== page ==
4. If the landlord of an apartment knew, or should have known, that a tenant possessed a dangerous animal, it is possible that the landlord may be held liable.

What Damages Can Be Recovered After an Injury Caused by an Animal?

The damages the victim of an animal injury is entitled to vary according the severity and circumstances of the injury, and may include:

  • Medical expenses
  • Lost wages
  • Pain and suffering
  • Property damage

There are even cases in which punitive damages will be awarded when an animal injury has taken place. This occurs when the owner, fully cognizant of the danger of the animal, allows it to run free or to be in contact with someone who is then attacked. Punitive damages are awarded not only to punish the owner and provide compensation to the victim, but to deter the defendant and others from engaging in similarly dangerous conduct.

 


Monday, August 15, 2016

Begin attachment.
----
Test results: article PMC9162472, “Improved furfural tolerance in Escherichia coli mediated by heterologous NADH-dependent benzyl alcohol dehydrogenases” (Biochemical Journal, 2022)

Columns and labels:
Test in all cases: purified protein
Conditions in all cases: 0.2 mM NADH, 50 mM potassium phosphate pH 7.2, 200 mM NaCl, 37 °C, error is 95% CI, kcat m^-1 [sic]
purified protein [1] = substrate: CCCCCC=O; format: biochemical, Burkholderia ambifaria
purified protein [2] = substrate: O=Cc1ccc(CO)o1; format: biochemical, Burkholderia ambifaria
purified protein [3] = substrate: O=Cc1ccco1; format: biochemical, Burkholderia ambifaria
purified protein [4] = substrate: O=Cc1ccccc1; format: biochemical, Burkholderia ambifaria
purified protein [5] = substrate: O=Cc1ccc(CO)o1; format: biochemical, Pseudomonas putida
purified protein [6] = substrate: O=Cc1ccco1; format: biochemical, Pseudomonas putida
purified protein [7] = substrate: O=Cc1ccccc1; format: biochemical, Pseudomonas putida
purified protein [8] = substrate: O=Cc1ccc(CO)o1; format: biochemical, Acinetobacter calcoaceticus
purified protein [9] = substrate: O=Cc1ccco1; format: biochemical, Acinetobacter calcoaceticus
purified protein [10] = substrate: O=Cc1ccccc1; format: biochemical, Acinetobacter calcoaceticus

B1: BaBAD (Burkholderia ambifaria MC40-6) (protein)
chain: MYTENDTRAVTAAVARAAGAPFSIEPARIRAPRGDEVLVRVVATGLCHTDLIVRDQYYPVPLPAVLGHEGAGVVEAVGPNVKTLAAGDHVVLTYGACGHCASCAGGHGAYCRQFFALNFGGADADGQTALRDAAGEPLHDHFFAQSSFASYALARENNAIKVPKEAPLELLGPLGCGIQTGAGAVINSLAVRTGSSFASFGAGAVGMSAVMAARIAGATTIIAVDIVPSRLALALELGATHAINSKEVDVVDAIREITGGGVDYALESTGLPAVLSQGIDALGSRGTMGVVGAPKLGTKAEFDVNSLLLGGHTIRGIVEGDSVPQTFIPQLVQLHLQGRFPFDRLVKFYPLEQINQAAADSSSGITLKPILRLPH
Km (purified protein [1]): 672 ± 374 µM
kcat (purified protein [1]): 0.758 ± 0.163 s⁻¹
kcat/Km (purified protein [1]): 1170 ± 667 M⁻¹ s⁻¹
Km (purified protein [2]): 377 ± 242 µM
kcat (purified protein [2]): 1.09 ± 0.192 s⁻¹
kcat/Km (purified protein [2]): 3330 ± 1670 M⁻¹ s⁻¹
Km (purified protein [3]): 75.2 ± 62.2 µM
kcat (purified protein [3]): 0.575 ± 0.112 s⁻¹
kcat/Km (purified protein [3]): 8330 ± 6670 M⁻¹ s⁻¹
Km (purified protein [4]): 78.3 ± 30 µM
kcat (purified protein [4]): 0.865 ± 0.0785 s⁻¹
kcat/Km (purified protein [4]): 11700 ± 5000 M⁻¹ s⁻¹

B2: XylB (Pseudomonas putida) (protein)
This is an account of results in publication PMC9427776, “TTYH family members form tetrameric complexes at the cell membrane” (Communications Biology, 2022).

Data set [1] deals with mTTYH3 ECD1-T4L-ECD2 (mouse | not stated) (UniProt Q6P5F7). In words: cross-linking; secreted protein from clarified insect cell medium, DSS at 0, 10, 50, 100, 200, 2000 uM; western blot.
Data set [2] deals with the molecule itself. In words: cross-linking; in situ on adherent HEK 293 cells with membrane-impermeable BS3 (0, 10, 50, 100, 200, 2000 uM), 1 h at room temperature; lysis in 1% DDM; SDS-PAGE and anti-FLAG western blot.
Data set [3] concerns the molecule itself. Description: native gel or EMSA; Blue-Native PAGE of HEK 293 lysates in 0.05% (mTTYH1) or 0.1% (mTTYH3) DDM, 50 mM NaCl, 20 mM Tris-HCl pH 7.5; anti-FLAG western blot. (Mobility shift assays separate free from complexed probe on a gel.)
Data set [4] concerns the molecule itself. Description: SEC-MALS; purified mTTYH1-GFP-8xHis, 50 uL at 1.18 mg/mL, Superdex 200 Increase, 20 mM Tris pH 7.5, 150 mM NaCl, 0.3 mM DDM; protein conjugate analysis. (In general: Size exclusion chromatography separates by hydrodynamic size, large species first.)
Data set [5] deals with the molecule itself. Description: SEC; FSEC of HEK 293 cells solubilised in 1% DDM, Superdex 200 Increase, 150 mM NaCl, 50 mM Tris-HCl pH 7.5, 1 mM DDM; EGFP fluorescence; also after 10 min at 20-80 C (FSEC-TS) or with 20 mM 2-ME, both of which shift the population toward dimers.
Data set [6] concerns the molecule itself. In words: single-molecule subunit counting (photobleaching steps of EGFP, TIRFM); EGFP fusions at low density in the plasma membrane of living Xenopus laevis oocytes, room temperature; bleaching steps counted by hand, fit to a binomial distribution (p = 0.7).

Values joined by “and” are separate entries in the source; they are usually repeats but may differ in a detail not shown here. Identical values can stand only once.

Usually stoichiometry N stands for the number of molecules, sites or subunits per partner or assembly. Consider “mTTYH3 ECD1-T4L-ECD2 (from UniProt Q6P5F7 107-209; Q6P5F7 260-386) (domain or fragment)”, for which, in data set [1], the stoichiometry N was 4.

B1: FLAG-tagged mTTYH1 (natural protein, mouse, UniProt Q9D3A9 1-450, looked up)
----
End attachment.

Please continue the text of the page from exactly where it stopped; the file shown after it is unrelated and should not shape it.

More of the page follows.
How to calculate estate tax

In order to predict how much your estate will have to pay in taxes, one must first determine the value of the estate. To determine this, many assets might have to be appraised at fair market value. The estate includes all assets including real estate, cash, securities, stocks, bonds, business interests, loans receivable, furnishings, jewelry, and other valuables.

Once your net worth is established, you can subtract liabilities like mortgages, credit cards, other legitimate debts, funeral expenses, medical bills, and the administrative cost to settle your estate including attorney, accounting and appraisal fees, storage and shipping fees, insurances, and court fees. The administrative expenses will likely total roughly 5% of the total estate. Any assets that is bequeathed to charity through a trust escapes taxation, and the value of those assets must be subtracted from the total. Any assets transferred to a surviving spouse are not subject to taxation as long as your spouse is a US citizen.

If the net worth of an estate is less than the Federal and state exemptions, no taxes must be paid. However, the value of assets over the exemptions will be taxed. The amount over the exemptions is referred to as the taxable estate. A testator’s assets are taxed by the state in which the will is probated. Taxes paid by the estate to the state may be deducted for Federal tax purposes. The Federal exemption was $5.43 million in 2015 and is slated to increase in 2016. The top Federal estate tax rate in 2015 was 40%.